Take a Russian city girl. Immerse her in American culture marked by fast food and late nights. Then tell her to study in bonnie Scotland.
What do you get? A kilt blowing, liquor mixing, language jumbling, people watching, 'cheeky' experience. Who ever said that studying abroad actually involves studying?
When I first learned English in Moscow, I learned "proper" English. Then I moved to the United States. "Hello, may Emily come up for tea, or go for a walk?" quickly turned into "Hey, what's up? Want to hang out?". Perhaps if I hadn't made the transition to "improper" English, the Scottish would have understood me. Or maybe if I slowed down when I spoke.
Moscow natives talk fast. Americans speak very fast. The Scottish speak very fast as well- and don't waste time with spaces between words. "Sovwer-err. What? 'Sover- ter. Excuse me? It's over err. Oh. It's over there. "
Lesson 1: When abroad, even if people are speaking a language you are fluent in, be prepared to ask them to repeat themselves. Numerous, numerous times. Do not be offended when they look at you like you are an incoherent fool.
Lesson 2: When ordering food, "fish and chips" means fish and American fries. American "chips" are called crisps. Men do not wear skirts, men wear kilts. Though subtle, language differences can ruin a first impression.
Three inch stilettos, sexy outfit, perfectly finished hair and makeup are a must in Moscow. In Washington DC, jeans, maybe a pair of heels, and a cute top will do. In Scotland its too crowded to tell, and if you leave the same time you would for clubs in Moscow, everyone will be too drunk to notice.
In the little town where I was studying in Scotland, the night life starts to wind down around 1 am. Washington DC clubs close around 2 am. Moscow? Well, lets just say when the Scotts go to bed, Russians are just warming up.
Lesson 3: You can take the girl out of Russia, but you can't take Russian out of the girl. No matter where I happened to be, the Russians stay out the absolute latest.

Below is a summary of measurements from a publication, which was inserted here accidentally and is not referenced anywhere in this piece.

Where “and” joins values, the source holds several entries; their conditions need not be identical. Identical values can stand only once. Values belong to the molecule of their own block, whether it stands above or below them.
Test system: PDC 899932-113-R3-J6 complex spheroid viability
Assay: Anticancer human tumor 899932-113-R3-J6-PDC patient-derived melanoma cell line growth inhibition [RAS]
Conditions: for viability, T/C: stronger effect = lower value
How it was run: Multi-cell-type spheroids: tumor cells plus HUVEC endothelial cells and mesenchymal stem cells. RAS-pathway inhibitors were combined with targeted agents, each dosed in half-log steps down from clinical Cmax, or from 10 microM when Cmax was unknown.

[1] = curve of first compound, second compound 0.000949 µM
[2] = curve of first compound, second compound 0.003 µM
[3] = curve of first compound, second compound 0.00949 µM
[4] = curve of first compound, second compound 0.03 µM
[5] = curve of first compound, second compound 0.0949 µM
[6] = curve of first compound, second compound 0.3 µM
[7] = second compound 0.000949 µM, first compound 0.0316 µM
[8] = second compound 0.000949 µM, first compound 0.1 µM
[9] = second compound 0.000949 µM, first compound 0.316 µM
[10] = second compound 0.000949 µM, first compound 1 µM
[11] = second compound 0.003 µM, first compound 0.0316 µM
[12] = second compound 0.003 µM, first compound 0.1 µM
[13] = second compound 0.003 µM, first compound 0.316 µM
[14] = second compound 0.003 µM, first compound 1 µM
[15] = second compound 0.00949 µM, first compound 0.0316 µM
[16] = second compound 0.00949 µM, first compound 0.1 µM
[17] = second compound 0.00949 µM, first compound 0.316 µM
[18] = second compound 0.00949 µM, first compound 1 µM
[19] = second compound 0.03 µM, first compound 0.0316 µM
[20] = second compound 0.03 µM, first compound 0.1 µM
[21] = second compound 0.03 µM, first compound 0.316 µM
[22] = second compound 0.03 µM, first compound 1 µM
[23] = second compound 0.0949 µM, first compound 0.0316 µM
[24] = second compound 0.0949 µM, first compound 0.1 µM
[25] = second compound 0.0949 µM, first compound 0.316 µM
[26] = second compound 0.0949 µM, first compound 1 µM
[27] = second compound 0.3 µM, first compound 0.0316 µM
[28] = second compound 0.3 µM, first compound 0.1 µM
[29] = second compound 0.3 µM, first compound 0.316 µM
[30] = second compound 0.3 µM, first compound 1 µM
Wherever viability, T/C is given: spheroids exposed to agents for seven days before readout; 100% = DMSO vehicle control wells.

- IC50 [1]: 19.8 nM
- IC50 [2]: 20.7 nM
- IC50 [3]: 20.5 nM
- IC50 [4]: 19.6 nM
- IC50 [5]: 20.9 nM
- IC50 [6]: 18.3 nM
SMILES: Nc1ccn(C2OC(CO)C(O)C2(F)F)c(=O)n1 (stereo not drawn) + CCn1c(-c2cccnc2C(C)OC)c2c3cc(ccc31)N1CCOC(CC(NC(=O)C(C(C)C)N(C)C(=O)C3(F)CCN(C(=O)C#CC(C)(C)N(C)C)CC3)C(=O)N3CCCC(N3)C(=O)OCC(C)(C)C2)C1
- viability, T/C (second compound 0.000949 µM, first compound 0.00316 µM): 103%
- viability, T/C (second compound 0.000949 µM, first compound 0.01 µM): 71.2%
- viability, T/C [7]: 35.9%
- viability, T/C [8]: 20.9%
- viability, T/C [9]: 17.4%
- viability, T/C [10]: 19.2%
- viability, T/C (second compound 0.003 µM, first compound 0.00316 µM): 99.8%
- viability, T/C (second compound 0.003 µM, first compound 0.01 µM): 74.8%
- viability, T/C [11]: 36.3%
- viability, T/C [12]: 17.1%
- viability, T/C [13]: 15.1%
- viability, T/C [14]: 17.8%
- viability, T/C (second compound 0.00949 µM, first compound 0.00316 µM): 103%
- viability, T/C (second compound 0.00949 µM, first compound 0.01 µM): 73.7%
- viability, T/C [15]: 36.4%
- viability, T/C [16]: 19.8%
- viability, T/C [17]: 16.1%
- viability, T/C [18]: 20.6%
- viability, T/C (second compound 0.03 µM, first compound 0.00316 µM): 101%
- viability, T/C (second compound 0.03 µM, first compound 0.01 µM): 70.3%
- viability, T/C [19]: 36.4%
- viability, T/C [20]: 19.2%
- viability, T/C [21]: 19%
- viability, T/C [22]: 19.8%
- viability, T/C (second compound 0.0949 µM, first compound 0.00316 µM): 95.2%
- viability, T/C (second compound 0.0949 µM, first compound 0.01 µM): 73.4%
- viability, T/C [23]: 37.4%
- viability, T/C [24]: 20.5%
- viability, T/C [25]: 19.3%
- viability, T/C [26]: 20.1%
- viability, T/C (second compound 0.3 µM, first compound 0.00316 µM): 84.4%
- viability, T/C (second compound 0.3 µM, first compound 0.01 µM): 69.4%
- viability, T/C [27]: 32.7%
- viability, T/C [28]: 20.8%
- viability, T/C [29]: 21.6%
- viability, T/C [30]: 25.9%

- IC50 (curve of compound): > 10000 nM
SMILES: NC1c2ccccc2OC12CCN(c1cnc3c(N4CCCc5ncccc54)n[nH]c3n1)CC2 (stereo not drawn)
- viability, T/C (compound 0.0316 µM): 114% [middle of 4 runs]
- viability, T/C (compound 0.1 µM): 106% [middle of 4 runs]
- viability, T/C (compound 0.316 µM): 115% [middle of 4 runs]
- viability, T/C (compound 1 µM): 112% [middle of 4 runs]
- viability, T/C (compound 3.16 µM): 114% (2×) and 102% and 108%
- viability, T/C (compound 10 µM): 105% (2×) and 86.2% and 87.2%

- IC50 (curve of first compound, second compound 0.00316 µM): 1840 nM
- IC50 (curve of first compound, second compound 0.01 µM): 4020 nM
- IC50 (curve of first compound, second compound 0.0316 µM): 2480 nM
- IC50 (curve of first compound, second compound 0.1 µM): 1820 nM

What girl wouldn't want to live in a castle?
Most of the families that I know in Moscow live in their apartments in the city during the week. The advanced metro system can help people go from one side of Moscow to the next, avoiding bumper to bumper traffic. Watch out in Moscow though- and get your tea pots ready- you might need to boil some hot water for your showers, as the hot water is often shut off for short periods of time in the summer.
My small town in Scotland did not have traffic. Neither did they have an underground transportation system, or really an above one either. The reason behind that is that the roads are pretty small, and the city is quite old. The lucky few students live in large mansions or small castles as their housing.
Or I thought they were the lucky few. Castles are beautiful from the Outside; inside, though, living arrangements are not what you'd expect. Remember in the old days when there was a separate hot water and cold water tap?
Lesson 5: If the castle hasn't been renovated- don't live in it. Otherwise, you're going to make a difficult decision every morning. Would you rather be burning your face with extremely hot water or freezing it with ice cold water when you go brush your teeth in the morning?
Whether you're meeting people over a glass of whisky in Scotland, vodka in Russia or you're just a beer person no matter where you go adjust your expectations. There really is no place like home, wherever that may be, so appreciate it and don't take things like warm water and men in pants for granted.
Natalia Plotnitskaya for RT